It’s interesting how often the Gospels portray the leading disciples, particularly Peter, James, and John, as utter doofuses.  I mean, by the time the Gospels are written, these guys are the great heroes, the saints, of the first generation!  Simon Peter, for instance:  the first disciple to recognize that Jesus is the Messiah, but also clueless about what “Messiah” really means, as seen in his protest about Jesus’ foreseeing of his own suffering and death.  And it is Peter who pledges to Jesus that he will be faithful unto death, and then within hours he chickens out and denies his Lord.  It was James and John who came to Jesus and asked for the highest seats in the Kingdom.  (Matthew says it was their mother, but I think that’s just a cover-up; Mark lets the full embarrassment stand.  [Mark 10:35-37; Matt 20:20-21])  And Jesus’ response – I think one of the most important things Jesus said, and yet for two thousand years mostly ignored by the Church:  “You know that the rulers of the Gentiles lord it over them and their great men exercise authority over them.. It shall not be so among you.”  [Matt 20:25-26; Mark 10:42-43; cf. Luke 22:25-26.]  (“Authority” – katexousia – power.)

“It shall not be so among you.”  Except that for most of the past two thousand years, it pretty much has been so among us.  Especially since Christianity was legalized by the Emperor Constantine in the 4th Century, and subsequently established as the state religion.  A really mixed bag, that.  I mean, it was nice that they weren’t going to burn us at the stake or throw us to the lions any more, but the price was pretty high.  (And we took up our own burning at the stake when we had the chance.)
Human beings have a thing about power.  We just can’t let it go.  And by “power” here I don’t mean just the ability to do stuff that needs to be done, I mean our need to control.  I think perhaps the thirst for power is the original sin.  (No, the original sin was not about sex, no matter what the nuns said, and even the Christian tradition that the sin was Pride I think is a little weasely.  In the Genesis story, what the serpent tempted Eve with was power – “You will be like God, knowing good and evil” – that is, having control of all things.)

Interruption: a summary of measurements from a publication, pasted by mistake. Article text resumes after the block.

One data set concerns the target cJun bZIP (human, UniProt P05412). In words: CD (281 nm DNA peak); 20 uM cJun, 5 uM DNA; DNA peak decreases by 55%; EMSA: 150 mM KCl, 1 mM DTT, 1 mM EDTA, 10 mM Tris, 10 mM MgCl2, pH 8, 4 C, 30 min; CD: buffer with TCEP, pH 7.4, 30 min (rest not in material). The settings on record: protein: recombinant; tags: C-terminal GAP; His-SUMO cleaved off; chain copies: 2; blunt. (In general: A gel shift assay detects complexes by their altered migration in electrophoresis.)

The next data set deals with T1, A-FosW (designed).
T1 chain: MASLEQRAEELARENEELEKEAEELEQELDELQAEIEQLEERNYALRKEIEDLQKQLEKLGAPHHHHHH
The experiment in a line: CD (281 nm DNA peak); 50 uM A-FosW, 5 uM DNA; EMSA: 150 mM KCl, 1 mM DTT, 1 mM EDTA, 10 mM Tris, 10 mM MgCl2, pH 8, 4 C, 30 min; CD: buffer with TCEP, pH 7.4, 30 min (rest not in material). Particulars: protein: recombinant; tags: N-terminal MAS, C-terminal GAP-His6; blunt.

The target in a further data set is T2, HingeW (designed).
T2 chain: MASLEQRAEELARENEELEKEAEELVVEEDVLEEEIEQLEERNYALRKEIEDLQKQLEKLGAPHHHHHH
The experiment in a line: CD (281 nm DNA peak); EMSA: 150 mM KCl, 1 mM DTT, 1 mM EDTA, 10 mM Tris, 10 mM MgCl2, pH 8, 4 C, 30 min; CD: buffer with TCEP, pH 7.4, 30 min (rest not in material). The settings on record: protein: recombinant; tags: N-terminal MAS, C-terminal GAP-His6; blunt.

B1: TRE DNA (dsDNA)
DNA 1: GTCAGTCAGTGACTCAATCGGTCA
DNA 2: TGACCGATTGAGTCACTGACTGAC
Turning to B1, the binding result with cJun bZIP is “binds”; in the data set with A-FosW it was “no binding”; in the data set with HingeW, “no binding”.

Many in the Church seem to think their faith entitles them to power, and specifically political power.  And here by “the Church” I mean Christian communities in the broadest sense, and especially their, our, leadership.  Yes, I do have some specific groups in mind, and if you’ve been paying attention to recent American politics you may be able to guess who I mean and what some of the issues are, but I’m not going there today.  It’s actually a pretty inclusive list, and sometimes we’re on it.  (The main reason why our own church may not have tried to wield political power as much as some others is that it turns out we’ve just not been very good at it!)  I don’t mean that we should sit quietly by in the face of the evils in the world and in our society, of which there are a great many.  Absolutely quite the contrary!  We are called to bear witness to the Kingdom of God, and must do so vigorously and faithfully.  But bearing witness is not the same as exercising political power.  And in the past – at least 1700 years, if not more, and continuing today, Christians, and other religious groups, have tried to enforce their beliefs, with the civil law or court rulings, sometimes with the sword (or perhaps fire from heaven!).  Funny how that always ends up being not about God’s Kingdom but about our own power.

Jesus says, “It shall not be so among you!”  And he goes on, “Whoever wishes to be great among you must be your servant, and whoever wishes to be first among you must be slave of all.  For the Son of Man came not to be served, but to serve, and to give his life a ransom for many.”  [Mark 10:43-45; Matt 20:26-28; cf. Luke 22:26-27]